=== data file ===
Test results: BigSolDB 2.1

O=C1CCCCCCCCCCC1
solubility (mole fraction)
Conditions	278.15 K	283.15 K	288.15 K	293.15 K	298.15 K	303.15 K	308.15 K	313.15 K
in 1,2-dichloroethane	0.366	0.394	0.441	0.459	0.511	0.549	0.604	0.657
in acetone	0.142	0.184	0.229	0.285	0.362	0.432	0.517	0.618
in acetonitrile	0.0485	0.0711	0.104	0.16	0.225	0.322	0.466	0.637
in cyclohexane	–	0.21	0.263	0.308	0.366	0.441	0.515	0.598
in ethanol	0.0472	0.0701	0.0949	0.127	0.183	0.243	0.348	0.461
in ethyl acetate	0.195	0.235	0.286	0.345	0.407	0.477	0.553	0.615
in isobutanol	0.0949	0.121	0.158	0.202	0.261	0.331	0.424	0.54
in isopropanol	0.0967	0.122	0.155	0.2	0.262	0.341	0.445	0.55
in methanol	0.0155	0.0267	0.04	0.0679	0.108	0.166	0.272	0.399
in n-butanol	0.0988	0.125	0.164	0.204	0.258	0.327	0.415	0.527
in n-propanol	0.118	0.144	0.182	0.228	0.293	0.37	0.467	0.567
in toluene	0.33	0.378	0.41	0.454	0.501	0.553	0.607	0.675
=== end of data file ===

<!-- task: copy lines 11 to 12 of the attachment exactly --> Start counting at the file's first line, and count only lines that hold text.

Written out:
in isobutanol	0.0949	0.121	0.158	0.202	0.261	0.331	0.424	0.54
in isopropanol	0.0967	0.122	0.155	0.2	0.262	0.341	0.445	0.55